Both asteroids should be observable near closest approach to Earth with moderate-sized amateur telescopes. Neither of these objects has a chance of hitting Earth. A 10-meter-sized near-Earth asteroid from the undiscovered population of about 50 million would be expected to pass almost daily within a lunar distance, and one might strike Earth's atmosphere about every 10 years on average.
The Catalina Sky Survey near Tucson, Ariz., discovered both objects on the morning of Sunday, Sept. 5, during a routine monitoring of the skies. The Minor Planet Center in Cambridge, Mass., first received the observations Sunday morning, determined preliminary orbits and concluded that both objects would pass within the distance of the moon about three days after their discovery.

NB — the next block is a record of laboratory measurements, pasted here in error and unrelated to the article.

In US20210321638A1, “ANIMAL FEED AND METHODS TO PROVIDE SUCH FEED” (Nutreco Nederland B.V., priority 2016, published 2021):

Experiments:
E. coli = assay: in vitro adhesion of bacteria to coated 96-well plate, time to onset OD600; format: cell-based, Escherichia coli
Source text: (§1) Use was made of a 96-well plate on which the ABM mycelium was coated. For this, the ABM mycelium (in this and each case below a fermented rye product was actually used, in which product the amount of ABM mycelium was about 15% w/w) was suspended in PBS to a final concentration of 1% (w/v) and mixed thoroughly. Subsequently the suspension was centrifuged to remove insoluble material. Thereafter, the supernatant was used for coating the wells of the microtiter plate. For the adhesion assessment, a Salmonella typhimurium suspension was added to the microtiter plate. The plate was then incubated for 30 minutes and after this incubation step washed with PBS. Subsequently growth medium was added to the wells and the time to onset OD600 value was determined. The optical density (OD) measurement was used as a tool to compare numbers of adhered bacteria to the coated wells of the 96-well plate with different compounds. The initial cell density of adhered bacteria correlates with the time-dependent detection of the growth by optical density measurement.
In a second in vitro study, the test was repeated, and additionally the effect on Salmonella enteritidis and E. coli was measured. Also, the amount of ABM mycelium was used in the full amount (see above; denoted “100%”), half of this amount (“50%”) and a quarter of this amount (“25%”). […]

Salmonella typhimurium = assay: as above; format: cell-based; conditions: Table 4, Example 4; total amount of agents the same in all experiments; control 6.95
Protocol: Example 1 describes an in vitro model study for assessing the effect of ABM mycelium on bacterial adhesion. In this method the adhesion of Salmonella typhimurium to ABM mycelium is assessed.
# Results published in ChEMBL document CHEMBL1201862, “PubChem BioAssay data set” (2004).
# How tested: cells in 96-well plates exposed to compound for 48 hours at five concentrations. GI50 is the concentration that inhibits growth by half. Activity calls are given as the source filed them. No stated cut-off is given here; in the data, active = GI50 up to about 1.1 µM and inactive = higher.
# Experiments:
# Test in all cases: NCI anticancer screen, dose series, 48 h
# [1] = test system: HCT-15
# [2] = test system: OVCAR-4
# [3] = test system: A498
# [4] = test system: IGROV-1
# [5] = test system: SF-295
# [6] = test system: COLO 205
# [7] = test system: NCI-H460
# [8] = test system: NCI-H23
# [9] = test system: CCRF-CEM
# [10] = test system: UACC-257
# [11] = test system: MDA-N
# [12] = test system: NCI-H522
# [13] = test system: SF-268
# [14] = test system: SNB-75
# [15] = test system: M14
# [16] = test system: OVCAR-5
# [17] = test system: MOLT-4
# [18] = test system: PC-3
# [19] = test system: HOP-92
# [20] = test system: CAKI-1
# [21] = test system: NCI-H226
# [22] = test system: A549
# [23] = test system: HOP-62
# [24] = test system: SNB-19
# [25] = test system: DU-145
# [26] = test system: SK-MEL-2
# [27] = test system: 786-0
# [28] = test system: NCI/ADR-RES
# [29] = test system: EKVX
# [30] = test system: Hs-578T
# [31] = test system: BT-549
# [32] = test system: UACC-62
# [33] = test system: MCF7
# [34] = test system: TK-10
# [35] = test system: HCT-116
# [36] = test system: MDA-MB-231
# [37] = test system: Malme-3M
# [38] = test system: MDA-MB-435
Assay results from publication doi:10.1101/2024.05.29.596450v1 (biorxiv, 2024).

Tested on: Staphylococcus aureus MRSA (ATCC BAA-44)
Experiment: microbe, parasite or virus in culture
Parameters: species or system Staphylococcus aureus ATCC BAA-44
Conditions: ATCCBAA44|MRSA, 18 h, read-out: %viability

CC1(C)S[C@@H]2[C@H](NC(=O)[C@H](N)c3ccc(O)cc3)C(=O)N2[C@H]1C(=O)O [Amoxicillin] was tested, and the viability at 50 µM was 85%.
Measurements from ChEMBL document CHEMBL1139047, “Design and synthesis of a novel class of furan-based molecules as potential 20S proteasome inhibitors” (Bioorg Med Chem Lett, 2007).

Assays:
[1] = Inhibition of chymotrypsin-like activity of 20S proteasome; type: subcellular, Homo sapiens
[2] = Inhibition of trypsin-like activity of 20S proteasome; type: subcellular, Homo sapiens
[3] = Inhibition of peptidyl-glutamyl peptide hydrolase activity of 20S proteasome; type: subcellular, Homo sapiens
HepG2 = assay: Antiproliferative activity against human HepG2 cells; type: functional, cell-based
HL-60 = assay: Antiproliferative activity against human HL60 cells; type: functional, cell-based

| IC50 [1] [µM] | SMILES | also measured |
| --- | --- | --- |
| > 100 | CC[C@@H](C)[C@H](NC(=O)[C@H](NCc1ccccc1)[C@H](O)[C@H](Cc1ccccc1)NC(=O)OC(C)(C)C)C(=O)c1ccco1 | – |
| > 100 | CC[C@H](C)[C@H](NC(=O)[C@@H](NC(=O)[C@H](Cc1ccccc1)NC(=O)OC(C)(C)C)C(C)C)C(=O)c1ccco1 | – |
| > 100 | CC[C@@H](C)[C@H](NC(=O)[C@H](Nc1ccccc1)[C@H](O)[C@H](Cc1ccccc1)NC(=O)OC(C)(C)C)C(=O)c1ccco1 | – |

Near-Earth asteroid 2010 RX30 is estimated to be 32 to 65 feet (10 to 20 meters) in size and will pass within 0.6 lunar distances of Earth (about 154,000 miles, or 248,000 kilometers) at 2:51 a.m. PDT (5:51 a.m. EDT) Wednesday. The second object, 2010 RF12, estimated to be 20 to 46 feet (6 to 14 meters) in size, will pass within 0.2 lunar distances (about 49,088 miles or 79,000 kilometers) a few hours later at 2:12 p.m. PDT (5:12 pm EDT).